TOP STORY>> Sewer rates could double without vote
Leader staff writer
Cabot voters won’t get an opportunity to choose between using an existing one-cent sales tax and possibly doubling their sewer rates to pay for a $17 million sewer treatment plant.
The council split 4-4 over sending the sales-tax proposal to city voters Monday night and Mayor Stubby Stumbaugh, who opposes using a sales tax for utilities, declined to break the tie.
Voting for sending the tax to voters were Aldermen Tom Armstrong, Bob Duke, Odis Waymack and James Glenn. Voting against were Aldermen David Polantz, Eddie Cook, Patrick Hutton and Jerry Stephens.
Without a sales tax, sewer rates will rise dramatically to pay for the treatment plant. J.M. Park. chairman of the Cabot Public Utilities Commission, which is being phased out, said after the meeting, “There will be a rate increase on the horizon, but I can’t predict the end result.”
“We are starting from ground zero,” he told the Leader. “We have some of the lowest rates in Arkansas.”
He said the commission will recommend three ways to generate revenue, perhaps a combination of a rate increase and a surtax, but it will try to lesses the impact on lower-income residents. The city council will decide what to charge.
Except for Stephens, who has said he opposes the tax because he fears a large tax would send shoppers elsewhere, the aldermen who voted against letting voters choose between the tax and higher sewer rates say the tax is the only large revenue source available for improvement projects in Cabot.
“It’s future planning for Cabot,” said Cook, who, like Stephens, is new to the council.
Cook serves on the budget committee. He says he knows the budget well and he is unwilling to tie up the only money likely to be available for street improvements.
“We can’t wait for a new Wal-Mart or Home Depot to open,” Cook said. “We haven’t overlaid the streets in years.”
Extending the sales tax to pay for a new plant was the first choice of the seven-member Cabot Public Utilities Commission, but that commission no longer exists. It was repealed Monday by a unanimous vote of the city council and will be replaced with a five-member Water and Wastewater Commission.
The public utilitiescommission was created in November 2-1 by city voters, but it lacked authority because of a council ordinance requiring a plan for assuming control before the city would relinquish control.
But even if the plan was in place, the commission would still answer to the council on money matters. The new, improved commission will be autonomous. It will control money, equipment and personnel in the water and sewer departments when it takes over running those departments Jan. 1.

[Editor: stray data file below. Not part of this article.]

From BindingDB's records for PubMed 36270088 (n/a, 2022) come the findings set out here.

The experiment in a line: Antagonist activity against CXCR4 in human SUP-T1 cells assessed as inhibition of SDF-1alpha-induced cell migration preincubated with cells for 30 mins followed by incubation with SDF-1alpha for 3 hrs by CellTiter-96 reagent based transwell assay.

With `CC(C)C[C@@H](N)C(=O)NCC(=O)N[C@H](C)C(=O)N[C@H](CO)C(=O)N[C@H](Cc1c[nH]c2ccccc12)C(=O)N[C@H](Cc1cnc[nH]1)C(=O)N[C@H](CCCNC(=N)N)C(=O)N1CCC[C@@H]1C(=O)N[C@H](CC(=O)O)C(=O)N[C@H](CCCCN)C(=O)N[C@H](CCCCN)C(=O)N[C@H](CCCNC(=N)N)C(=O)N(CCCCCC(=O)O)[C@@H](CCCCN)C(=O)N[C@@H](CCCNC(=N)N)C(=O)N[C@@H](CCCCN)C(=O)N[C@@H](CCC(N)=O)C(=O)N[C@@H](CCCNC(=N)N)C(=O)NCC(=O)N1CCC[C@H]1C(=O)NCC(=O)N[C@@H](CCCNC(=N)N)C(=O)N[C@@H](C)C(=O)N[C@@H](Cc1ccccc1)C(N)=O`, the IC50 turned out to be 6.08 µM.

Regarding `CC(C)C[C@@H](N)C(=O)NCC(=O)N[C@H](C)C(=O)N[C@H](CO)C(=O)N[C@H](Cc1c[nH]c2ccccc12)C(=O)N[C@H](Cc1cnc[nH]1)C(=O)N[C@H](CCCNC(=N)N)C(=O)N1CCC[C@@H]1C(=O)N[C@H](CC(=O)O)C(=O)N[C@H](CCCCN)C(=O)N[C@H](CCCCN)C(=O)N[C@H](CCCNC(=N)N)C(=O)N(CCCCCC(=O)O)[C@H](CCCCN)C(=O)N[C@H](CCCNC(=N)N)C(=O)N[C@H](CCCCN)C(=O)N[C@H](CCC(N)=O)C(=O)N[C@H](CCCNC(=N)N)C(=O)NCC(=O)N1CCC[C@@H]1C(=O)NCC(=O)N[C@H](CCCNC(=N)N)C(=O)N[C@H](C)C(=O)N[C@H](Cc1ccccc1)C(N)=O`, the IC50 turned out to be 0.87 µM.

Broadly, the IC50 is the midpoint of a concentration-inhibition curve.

But for now, the old commission doesn’t exist and the new one exists in name only. It has no commissioners.
The members of the Public Utilities Commission were appointed by the city council, but the mayor will appoint the members of the Water and Wastewater Commission.
He said Monday night that he would consider reappointing the old members to the new commission. But Tuesday morning, he said some wouldn’t make the cut.
“I didn’t sleep until about 2:30 thinking about who I will appoint,” Stumbaugh said. I think there are four (from the old commission.)”
Before abolishing the utilities commission, the council considered two ordinances creating a water and wastewater commission. They were identical except for the dates the commission would take over.
Waymack was the primary sponsor of the ordinance that was not passed that would have set a June takeover date. He told the council that without an early starting date, the commission would be powerless. After seeing that his ordinance had little support and at the request of the mayor, Waymack withdrew it.
Duke, the senior member of the council with almost 30 years of service, was the primary sponsor of the ordinance that passed. But speaking for the Jan. 1 effective date was J.M. Park, chairman of the utilities commission, and former president of the Bank of Cabot (Community Bank).
“I hesitate to say there’s a consensus,” Park told the council about the wishes of the commission. “I personally favor the Jan. 1 date. I just don’t feel like we can fly on our own.”
Park said the commission has been bogged down with the details of trying to build a new sewer plant to replace the one that is out of compliance with state and federal standards. Once a funding source is in place, possibly higher sewer rates, the commission will be able to “sort out the details” of taking over running water and sewer, he said.
But perhaps the deciding factor for many on the council was the possibility of losing Park who told the council, “I think I would request that I not be considered for appointment if we’re going to do it now.”
The driving force behind the commission’s concentration on the sewer treatment plant is an order from the Arkansas Department of Environmental Quality that the city bring the plant into compliance with standards by June 15.
No one involved with the plant, including the plant manager and Jim Towe, head of public works, believes it will be.
Towe has told the old commission that ADEQ will not say how much the fine for non-compliance will be, but it could be between $7,000 and $10,000.
A surprise visit on Monday from an inspector with the federal Environmental Protection Agency, added emphasis to the need for a new plant, Towe said.
Towe said visits from EPA inspectors are never scheduled by the city and when they show up, they look at the plant and the plant records. Inspector David Long didn’t like what he saw.
At the mayor’s request, he quoted Long’s assessment of the plant for the city council.
“He has seen pig farms that look better than our sewer treatment plant,” Towe said.